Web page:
Saturday, February 28, 2015

"That was huge"

That's BB, Brandon Belt, talking about the 18th inning HR he hit in Game 2 of the NLDS.

Here's part of the SF Chron's story --

SCOTTSDALE, Ariz. — Brandon Belt walked into the Scottsdale Stadium clubhouse Thursday morning carrying a lime green soft-sided cooler. The kind your kid might carry to school.
Inside the cooler could be the secret to the Giants season: a chorizo scramble, parmesan-crusted turkey and fruit.
Belt has been on a serious nutrition plan for most of the past three months. In consultation with the Giants’ performance dietician Danielle LaFata, Belt has relied on prepared meals to help him become leaner, stronger and healthier.
“I don’t trust myself to make those meals and make the right portion sizes,” Belt said. “So I let this company do it.”
A new interest in health is usually a sign of a player’s growing maturity. Belt is now 26, and the Giants are ready for him to have a big season in 2015, his fifth in the majors.
“We’re waiting on a bust-out season from Brandon,” general manager Brian Sabean said earlier this week. “He’s capable of it. He might be poised to do it.”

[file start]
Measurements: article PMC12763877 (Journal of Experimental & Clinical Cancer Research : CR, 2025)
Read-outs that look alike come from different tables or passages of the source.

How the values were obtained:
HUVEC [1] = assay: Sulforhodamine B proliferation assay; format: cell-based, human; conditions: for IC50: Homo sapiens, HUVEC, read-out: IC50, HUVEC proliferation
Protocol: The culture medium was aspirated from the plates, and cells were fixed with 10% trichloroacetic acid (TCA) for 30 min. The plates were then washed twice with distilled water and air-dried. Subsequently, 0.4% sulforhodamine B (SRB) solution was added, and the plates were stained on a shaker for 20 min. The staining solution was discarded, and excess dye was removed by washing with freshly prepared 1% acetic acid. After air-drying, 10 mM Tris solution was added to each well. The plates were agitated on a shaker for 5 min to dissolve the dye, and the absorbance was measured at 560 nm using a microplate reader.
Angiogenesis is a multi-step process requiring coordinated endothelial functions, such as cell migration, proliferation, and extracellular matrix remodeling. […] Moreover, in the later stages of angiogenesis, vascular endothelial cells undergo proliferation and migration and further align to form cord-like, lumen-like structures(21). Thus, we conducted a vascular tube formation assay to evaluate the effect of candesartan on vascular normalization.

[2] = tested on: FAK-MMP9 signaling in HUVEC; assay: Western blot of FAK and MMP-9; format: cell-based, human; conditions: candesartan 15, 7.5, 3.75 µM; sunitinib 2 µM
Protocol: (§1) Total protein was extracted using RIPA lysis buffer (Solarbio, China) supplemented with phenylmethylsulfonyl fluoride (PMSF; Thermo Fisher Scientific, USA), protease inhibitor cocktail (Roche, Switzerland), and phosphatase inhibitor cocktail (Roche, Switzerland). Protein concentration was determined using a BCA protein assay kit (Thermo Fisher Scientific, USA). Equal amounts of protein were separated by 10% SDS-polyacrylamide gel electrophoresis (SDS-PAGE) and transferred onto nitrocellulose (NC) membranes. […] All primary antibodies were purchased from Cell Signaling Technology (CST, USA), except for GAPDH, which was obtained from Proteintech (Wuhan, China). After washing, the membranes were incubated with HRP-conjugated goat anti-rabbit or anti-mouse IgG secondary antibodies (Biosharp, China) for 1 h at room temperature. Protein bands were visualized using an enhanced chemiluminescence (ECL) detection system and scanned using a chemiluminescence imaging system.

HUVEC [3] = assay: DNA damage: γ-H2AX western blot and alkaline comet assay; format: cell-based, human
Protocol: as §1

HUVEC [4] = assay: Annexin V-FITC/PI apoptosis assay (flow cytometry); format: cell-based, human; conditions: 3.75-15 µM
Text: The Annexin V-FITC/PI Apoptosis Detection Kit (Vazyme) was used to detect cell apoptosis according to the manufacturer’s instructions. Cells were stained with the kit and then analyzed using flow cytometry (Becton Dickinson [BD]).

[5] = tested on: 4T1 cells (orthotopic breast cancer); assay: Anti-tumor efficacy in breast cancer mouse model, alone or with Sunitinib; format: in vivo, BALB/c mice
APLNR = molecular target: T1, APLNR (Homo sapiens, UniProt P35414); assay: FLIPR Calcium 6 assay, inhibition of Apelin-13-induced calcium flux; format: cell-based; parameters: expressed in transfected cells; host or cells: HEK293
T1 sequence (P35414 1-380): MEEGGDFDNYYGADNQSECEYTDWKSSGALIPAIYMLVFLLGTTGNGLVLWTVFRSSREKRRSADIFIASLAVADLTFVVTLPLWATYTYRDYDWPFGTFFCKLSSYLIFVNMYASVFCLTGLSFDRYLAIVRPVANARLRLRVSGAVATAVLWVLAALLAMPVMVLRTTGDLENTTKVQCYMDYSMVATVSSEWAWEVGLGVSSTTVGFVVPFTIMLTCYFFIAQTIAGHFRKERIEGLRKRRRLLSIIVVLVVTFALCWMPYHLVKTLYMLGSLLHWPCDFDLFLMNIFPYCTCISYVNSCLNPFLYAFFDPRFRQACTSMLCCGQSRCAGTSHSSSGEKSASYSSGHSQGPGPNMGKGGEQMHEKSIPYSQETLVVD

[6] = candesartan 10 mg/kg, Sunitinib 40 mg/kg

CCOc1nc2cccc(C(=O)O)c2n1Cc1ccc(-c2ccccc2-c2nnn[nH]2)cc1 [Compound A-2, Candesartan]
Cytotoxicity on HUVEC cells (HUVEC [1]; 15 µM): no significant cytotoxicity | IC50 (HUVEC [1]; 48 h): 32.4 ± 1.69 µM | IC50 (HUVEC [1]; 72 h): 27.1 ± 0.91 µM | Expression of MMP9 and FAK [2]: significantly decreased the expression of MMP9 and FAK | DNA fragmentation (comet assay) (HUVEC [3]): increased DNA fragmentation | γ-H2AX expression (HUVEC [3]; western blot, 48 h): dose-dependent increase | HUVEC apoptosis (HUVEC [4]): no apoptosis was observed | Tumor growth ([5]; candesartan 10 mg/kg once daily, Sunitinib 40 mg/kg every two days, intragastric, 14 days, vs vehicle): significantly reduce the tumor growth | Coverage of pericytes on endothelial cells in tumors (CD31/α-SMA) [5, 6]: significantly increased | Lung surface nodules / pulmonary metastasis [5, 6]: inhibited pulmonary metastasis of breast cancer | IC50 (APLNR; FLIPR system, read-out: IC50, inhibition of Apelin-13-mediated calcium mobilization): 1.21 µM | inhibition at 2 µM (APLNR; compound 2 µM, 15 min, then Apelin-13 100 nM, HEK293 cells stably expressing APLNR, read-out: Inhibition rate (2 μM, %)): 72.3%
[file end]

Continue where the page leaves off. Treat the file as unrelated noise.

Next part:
No pressure there, right?
“It does not put any pressure on me,” Belt said. “I expect it from myself.”
Others have been expecting it for a while. Belt made the Giants at 22 (famously breaking into tears on camera, prompting Bruce Bochy to offer, “You need a beer? Grab a beer.”) It was probably too early and he went back and forth between San Francisco and Fresno. In 2012, he eventually became the full-time first baseman, played 145 games and helped the Giants win a World Series. After a slow start in 2013, Belt adjusted his stance and was blistering hot over the final two months of the season.
Last year, he seemed poised to pick up where he left off in 2013, to have a breakout season. Instead he broke his thumb. Shortly after coming off the disabled list, he was hit in the head by an errant infield throw and suffered a serious concussion, endangering his entire season. Belt played only 61 games.
“It was frustrating,” he said. “But I’m proud of myself because I came back and was able to contribute.”
When the playoffs started, Belt was healthy. He started all 17 playoff games and batted .295. His most memorable contribution was a winning home run in the 18th inning in Washington that put the Giants up 2-0 in the series against a Nationals team that was expected to win. It was October’s turning point.
“That was huge,” he said. “I think after that game we kind of knew. ... There was a good chance we were going to do this again.”


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